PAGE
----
Aaron Saunders
Cruise Critic Contributor
4.0 / 5.0
Cruise Critic Editor Rating: Dining

With so much going on outside, meals serve as the bookends to the day's activities ashore. Breakfast, lunch and dinner are held in the main restaurant on Deck 1 -- an attractive, window-lined space all the way at the back of the ship.

Breakfast and lunch are served buffet-style, while dinner is usually a plated affair. Passengers sign up for their dinner entree choice during breakfast or lunch, using the sign-up sheet outside the main entrance. On one evening, a barbecue dinner is offered up on the Observation Deck, if conditions permit.

Buffets consist of a broad selection of hot and cold items, plus an action station serving up omelets at breakfast that turns into a carving station during lunch.

Food is flavorful and plentiful, with options that will appeal to North Americans, alongside Ecuadorian and South American specialties. At least one or two dishes per meal will feature these authentic regional specialties. Lunches feature a soup of the day, served to each table.

Dessert offerings change daily and focus on authentic Ecuadorian or South American delights. Try the heavenly "alfajores," fresh cookies with a gooey dulce de leche center.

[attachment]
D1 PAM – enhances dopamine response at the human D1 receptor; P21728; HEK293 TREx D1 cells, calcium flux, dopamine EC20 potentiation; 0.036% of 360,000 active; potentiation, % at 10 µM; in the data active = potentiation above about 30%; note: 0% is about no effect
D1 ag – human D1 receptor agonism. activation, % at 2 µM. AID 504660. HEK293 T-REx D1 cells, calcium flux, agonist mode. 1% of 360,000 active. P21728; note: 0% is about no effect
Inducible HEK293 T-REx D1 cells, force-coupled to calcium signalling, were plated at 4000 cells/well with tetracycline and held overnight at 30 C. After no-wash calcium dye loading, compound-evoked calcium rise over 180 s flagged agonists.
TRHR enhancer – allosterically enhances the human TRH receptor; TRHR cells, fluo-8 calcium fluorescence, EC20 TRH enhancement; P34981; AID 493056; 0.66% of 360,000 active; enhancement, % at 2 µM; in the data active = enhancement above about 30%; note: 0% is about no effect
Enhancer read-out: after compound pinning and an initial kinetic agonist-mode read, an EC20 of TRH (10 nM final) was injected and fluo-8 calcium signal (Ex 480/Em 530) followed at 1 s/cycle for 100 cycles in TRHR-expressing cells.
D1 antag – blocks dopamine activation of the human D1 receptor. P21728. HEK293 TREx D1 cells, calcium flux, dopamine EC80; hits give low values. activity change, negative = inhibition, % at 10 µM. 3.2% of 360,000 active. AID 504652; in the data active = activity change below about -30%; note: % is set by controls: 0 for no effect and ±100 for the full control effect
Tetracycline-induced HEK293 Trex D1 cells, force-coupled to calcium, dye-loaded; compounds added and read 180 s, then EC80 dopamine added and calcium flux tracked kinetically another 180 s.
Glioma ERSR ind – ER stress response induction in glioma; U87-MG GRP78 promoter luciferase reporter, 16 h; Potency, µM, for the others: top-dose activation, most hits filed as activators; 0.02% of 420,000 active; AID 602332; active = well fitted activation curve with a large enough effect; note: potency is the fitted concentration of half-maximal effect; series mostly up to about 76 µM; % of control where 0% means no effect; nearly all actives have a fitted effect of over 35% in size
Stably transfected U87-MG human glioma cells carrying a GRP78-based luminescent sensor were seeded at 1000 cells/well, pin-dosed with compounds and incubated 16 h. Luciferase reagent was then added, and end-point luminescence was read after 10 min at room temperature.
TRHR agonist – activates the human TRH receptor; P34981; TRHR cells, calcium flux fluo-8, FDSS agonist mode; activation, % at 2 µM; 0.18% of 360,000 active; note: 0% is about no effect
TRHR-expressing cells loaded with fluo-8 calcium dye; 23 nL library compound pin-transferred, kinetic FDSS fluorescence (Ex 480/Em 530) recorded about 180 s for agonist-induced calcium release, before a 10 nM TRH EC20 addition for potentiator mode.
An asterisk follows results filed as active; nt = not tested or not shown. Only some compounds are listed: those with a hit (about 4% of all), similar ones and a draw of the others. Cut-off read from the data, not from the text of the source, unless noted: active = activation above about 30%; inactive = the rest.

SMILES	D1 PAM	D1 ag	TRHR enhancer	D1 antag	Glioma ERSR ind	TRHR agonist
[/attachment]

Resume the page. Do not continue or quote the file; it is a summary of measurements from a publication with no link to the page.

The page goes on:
One white and one red wine is available for purchase each evening, for about $8 per glass or roughly $30 for the bottle. Bottles not consumed over the course of the evening are marked with the room number of the purchasing passenger and trotted out at dinner the following night.

Allergies and dietary restrictions are taken very seriously. Gluten-free bread is always available, as are gluten-free and vegetarian meal options. Dietary restrictions noted at time of booking are catered to with precision; on our sailing, people with allergies to peanuts, tree nuts, avocados and lactose were well cared for.

Appetizers are served during the cocktail hour and briefing each evening in the ship's lounge, and light snacks (like Ecuadorian beef jerky packages) are available there during the daytime. While it might not tide you over, the Reception (or Working Desk, as Lindblad likes to call it) on Deck 2 has a small dish of Ecuadorian candies for those with a sweet tooth.

National Geographic Endeavour II Information

National Geographic Endeavour II Ship Stats

  • Crew: 63
  • Launched: 2005, refitted 2016 for Lindblad
  • Decks: 5
  • Passengers: 96
  • Registry: Ecuador

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